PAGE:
What inspired you to write Haikriddles?
Author Janet McMahan grew up in a home with a dad who never met a riddle, he didn’t want to unravel, a conundrum he didn’t want to contend with, or a precarious predicament he didn’t want to palliate.
Riddles, puzzlers, brain teasers, arithmeticklers and the like were as much a part of dinnertime as Mom’s homemade biscuits served with her handpicked, homemade damson preserves.
Every night after the last bit of jam was ingested, Daddy would dazzle us with tales that began, “Once upon a time, not in your time, not in my time, not in Nana’s time, but a long, long time ago there lived a …” The plot would thicken as he would weave words of whimsy, sometimes fact, sometimes fable, into pure parabolic pleasure. More times than not these accounts would end with a question mark. The call of the interrogative left us begging him for more, but it was up to us, the listeners, to find our own way to the “happily ever after.”
Lateral thinking 101 taught us life lessons of love, kindness, character and empathy. He didn’t give us the answers. He asked the questions, dropped breadcrumbs along our way, and guided us to answers that we would be able to call our own.
At times, these mind bogglers made my brain hurt, that is, until the “aha” moment occurred, when the Hallelujah chorus would play in my head and I was all at once baptized in delight.
How did you come up with Haikiddles?
To this day I live in a split screen world. One side is poetic, fluffy, free flowing – the other longs to follow patterns, to passionately place puzzle pieces in perfect order. The twain have finally bonded – their offspring – Haikriddles.
I am and have for years been somewhat obsessed (operative word not being somewhat) with the ancient Japanese poetic form called Haiku. While not complying in the strictest sense to the iconic form, I do my best to adhere to the beauty of the 5 7 5 syllabic form.
In Haikriddles you’ll find a hybrid of riddles, puzzlers, arithmeticklers, anomalies, puns, “aha” moments, “DUH!” moments, along with tidbits of trivia and a tiny touch of trickery. These are brought to you in the form of Haiku.
Each magnificent human brain perceives and analyzes data differently so you might find that some of these brain benders listed as difficult may be quite elementary to you and vice versa.
In categorizing I had to rely on my own intuition, the input of my editor and publisher, Robert Martin as well as reliable friends and colleagues.
Your mission should you decide to accept it (which perhaps you have indicated that you have by the fact that you’ve read this far) is to have fun. Don’t beat yourself up when you experience a “duh” moment, but do delight in the “aha” moments. Don’t hesitate to bask in the glow of the lightbulb. There may be times when the answer suddenly flies into your mind unexpectedly. Listen closely, you may very well hear the “Hallelujah Chorus” with an angel choir and full orchestra.
What would be the takeaways of readers?
If I may beg your indulgence for a moment or two of personal reflection. In May of 2006, I experienced a brain hemorrhage, a hemorrhagic stroke in my brainstem. I was bedridden for three months. I couldn’t walk or feed myself. Because of God, my mom and some of the world’s most amazing friends, I am doing great. I am forever grateful. I refer to this experience because I decided early on in my recovery that I was determined to remain mentally functional as possible. I had three school age children at the time and I had to be strong for them – for so many reasons.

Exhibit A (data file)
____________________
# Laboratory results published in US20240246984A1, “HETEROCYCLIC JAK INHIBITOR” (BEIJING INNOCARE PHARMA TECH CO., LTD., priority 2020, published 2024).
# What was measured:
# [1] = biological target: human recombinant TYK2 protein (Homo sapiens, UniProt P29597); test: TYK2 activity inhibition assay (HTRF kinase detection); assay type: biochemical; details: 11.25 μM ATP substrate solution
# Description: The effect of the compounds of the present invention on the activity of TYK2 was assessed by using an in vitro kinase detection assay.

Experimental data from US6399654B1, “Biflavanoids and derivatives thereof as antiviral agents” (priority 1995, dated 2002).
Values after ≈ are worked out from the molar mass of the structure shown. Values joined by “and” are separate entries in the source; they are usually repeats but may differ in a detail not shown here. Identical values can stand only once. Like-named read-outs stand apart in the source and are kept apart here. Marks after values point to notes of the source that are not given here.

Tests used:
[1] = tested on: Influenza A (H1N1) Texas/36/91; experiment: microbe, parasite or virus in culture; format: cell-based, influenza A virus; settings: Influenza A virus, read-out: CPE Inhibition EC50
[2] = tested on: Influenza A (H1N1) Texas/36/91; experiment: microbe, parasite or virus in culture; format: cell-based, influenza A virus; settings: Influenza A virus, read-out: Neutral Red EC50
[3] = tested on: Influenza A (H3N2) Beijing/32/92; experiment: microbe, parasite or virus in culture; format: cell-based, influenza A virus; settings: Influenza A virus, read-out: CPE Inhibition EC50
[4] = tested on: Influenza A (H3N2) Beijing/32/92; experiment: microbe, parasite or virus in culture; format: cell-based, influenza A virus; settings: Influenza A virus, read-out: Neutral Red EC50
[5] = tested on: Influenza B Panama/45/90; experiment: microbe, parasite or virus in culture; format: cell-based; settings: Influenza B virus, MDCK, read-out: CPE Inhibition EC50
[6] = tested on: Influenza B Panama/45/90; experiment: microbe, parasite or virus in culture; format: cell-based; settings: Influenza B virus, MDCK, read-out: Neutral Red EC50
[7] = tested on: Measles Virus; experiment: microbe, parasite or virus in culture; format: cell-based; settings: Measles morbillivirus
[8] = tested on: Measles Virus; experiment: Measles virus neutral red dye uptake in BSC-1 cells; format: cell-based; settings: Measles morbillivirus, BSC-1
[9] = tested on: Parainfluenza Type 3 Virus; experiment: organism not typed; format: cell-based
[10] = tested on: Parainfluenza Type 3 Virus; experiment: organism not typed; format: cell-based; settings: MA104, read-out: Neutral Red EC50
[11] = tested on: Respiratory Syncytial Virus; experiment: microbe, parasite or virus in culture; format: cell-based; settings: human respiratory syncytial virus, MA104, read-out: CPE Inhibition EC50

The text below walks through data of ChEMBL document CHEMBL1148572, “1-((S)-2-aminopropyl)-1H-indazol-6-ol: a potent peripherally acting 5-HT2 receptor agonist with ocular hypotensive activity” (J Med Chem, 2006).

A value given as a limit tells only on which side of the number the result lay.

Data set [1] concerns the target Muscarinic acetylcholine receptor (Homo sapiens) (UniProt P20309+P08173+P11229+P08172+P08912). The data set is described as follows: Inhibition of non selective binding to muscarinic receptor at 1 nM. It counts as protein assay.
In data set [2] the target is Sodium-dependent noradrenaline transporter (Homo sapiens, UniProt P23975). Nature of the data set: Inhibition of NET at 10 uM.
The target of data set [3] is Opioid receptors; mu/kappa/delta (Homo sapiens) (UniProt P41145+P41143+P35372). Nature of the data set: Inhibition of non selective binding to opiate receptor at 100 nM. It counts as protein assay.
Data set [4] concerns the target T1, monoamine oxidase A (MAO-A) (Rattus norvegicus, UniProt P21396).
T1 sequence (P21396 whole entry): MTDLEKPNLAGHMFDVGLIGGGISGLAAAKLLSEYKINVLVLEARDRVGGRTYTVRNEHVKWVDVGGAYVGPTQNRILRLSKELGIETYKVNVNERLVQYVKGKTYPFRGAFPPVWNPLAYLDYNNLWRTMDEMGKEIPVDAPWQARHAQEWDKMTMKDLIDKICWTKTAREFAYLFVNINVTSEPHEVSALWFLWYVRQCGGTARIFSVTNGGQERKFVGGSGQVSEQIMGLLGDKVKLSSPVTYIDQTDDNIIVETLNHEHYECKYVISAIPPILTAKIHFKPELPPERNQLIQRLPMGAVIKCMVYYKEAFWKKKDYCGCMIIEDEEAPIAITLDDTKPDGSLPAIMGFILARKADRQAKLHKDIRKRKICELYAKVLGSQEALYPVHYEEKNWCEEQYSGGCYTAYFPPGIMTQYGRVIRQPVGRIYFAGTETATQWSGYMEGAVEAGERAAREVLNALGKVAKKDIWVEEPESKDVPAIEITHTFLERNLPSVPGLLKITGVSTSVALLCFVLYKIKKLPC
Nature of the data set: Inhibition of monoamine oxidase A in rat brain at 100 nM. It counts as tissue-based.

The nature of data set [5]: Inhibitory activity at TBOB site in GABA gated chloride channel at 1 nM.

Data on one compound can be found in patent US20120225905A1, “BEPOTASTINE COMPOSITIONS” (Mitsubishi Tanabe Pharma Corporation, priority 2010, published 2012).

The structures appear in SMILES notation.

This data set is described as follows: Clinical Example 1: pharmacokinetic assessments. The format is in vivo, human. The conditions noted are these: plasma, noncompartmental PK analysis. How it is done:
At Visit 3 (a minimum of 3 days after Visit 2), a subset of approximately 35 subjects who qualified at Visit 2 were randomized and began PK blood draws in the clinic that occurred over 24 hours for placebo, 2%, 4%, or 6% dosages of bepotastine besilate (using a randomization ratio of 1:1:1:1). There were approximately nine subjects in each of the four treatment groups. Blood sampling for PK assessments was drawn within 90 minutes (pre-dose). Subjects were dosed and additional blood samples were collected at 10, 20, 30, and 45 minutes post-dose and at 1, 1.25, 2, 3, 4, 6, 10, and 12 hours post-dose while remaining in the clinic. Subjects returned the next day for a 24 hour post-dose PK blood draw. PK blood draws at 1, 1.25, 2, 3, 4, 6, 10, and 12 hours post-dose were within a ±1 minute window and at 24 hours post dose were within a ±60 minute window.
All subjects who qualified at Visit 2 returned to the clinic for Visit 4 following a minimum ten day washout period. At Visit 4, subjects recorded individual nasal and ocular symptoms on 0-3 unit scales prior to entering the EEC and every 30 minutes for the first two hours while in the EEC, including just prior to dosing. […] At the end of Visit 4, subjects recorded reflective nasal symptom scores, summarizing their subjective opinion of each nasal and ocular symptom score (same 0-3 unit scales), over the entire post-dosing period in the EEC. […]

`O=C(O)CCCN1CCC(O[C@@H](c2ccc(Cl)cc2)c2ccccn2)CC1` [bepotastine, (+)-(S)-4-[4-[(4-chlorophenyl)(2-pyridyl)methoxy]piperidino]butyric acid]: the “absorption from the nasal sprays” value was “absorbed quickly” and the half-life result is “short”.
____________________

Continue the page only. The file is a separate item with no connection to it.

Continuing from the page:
While I lay in bed, most of the time with my eyes closed, I worked through puzzles in my head. I solved problems, arithmeticklers, puzzles, mostly recalled from my dinnertime with Dad. I memorized the first 100 digits to pi, the countries of the world and their capitals in alphabetical order, the scales of the ecclesiastical musical modes in every key. The list goes on. While my body was on a break, my brain was in boot camp.
I believe, along with my neurologist, that it made a huge difference. In fact, upon recovery I scored higher on an IQ test than I had prior to the hemorrhage. In many ways, the experience was a blessing. But that’s another story for another time.
The brain’s a lot like any other muscle. The more we use it, the less likely we are to lose it. I find the more I practice my Spanish, the fewer times I lose my car keys.
I can almost promise you that if you work, (I’d rather call it “play”) your way through the book, you’ll find yourself sharpening your skills in countless other areas of your life. But that’s not the reason I hope you’ll dig in. I hope you’ll immerse yourself in Haikriddles just for the fun of it.
What do you want readers to appreciate about the series?
My hope and prayer is that Haikriddles will accompany you to your next appointment where you just might have to wait, on your next road trip for a game to reduce the number of “are we there yet,” or perhaps it will find a comfy home on your night stand for a little late night fodder for your subconscious to ponder upon in the land of dreams.
On a final note, I am a collector of a few things…quotes, original art from friends I love, letters, life experiences and riddles. Should you have one to share, I would be honored to hear from you.
Should you do so, don’t be surprised to see it in Haiku form.
Happy Haikriddling! You can order the Haikriddles series in a bundle at City Limits Publishing to score 25% OFF discount plus FREE shipping.